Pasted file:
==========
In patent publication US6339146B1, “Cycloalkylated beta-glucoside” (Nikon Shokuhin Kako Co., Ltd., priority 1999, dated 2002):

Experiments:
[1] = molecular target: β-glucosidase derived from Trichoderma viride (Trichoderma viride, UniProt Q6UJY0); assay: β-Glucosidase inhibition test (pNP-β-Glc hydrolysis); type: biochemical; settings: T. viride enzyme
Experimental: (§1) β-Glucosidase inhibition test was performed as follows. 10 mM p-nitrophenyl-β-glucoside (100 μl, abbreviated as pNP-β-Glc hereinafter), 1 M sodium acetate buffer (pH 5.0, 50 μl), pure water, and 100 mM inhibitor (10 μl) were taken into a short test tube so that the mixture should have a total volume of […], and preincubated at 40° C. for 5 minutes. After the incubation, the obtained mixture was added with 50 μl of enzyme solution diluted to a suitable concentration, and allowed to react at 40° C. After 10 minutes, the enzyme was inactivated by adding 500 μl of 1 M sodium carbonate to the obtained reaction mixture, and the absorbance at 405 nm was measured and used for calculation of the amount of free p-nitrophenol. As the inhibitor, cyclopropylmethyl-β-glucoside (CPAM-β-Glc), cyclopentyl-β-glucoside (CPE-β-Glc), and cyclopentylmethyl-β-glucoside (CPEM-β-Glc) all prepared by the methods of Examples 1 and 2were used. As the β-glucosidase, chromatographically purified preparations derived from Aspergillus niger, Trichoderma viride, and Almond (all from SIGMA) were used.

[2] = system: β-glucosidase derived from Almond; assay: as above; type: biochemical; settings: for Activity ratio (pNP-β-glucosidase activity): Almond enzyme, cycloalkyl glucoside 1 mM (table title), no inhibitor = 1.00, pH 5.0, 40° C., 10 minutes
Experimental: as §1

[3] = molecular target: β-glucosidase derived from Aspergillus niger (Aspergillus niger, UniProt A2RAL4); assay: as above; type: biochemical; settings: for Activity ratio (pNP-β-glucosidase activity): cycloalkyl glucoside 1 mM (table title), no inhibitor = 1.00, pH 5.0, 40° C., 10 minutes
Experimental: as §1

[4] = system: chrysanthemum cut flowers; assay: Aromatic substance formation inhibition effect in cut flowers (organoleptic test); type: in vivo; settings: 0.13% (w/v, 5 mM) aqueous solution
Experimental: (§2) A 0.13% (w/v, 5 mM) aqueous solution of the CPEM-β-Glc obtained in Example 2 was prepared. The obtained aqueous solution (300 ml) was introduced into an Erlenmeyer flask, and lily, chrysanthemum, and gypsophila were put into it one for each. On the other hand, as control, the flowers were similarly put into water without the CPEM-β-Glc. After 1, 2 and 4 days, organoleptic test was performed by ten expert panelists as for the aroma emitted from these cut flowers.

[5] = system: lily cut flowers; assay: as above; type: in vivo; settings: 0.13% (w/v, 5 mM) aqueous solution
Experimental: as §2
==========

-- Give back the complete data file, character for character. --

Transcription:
In patent publication US6339146B1, “Cycloalkylated beta-glucoside” (Nikon Shokuhin Kako Co., Ltd., priority 1999, dated 2002):

Experiments:
[1] = molecular target: β-glucosidase derived from Trichoderma viride (Trichoderma viride, UniProt Q6UJY0); assay: β-Glucosidase inhibition test (pNP-β-Glc hydrolysis); type: biochemical; settings: T. viride enzyme
Experimental: (§1) β-Glucosidase inhibition test was performed as follows. 10 mM p-nitrophenyl-β-glucoside (100 μl, abbreviated as pNP-β-Glc hereinafter), 1 M sodium acetate buffer (pH 5.0, 50 μl), pure water, and 100 mM inhibitor (10 μl) were taken into a short test tube so that the mixture should have a total volume of […], and preincubated at 40° C. for 5 minutes. After the incubation, the obtained mixture was added with 50 μl of enzyme solution diluted to a suitable concentration, and allowed to react at 40° C. After 10 minutes, the enzyme was inactivated by adding 500 μl of 1 M sodium carbonate to the obtained reaction mixture, and the absorbance at 405 nm was measured and used for calculation of the amount of free p-nitrophenol. As the inhibitor, cyclopropylmethyl-β-glucoside (CPAM-β-Glc), cyclopentyl-β-glucoside (CPE-β-Glc), and cyclopentylmethyl-β-glucoside (CPEM-β-Glc) all prepared by the methods of Examples 1 and 2were used. As the β-glucosidase, chromatographically purified preparations derived from Aspergillus niger, Trichoderma viride, and Almond (all from SIGMA) were used.

[2] = system: β-glucosidase derived from Almond; assay: as above; type: biochemical; settings: for Activity ratio (pNP-β-glucosidase activity): Almond enzyme, cycloalkyl glucoside 1 mM (table title), no inhibitor = 1.00, pH 5.0, 40° C., 10 minutes
Experimental: as §1

[3] = molecular target: β-glucosidase derived from Aspergillus niger (Aspergillus niger, UniProt A2RAL4); assay: as above; type: biochemical; settings: for Activity ratio (pNP-β-glucosidase activity): cycloalkyl glucoside 1 mM (table title), no inhibitor = 1.00, pH 5.0, 40° C., 10 minutes
Experimental: as §1

[4] = system: chrysanthemum cut flowers; assay: Aromatic substance formation inhibition effect in cut flowers (organoleptic test); type: in vivo; settings: 0.13% (w/v, 5 mM) aqueous solution
Experimental: (§2) A 0.13% (w/v, 5 mM) aqueous solution of the CPEM-β-Glc obtained in Example 2 was prepared. The obtained aqueous solution (300 ml) was introduced into an Erlenmeyer flask, and lily, chrysanthemum, and gypsophila were put into it one for each. On the other hand, as control, the flowers were similarly put into water without the CPEM-β-Glc. After 1, 2 and 4 days, organoleptic test was performed by ten expert panelists as for the aroma emitted from these cut flowers.

[5] = system: lily cut flowers; assay: as above; type: in vivo; settings: 0.13% (w/v, 5 mM) aqueous solution
Experimental: as §2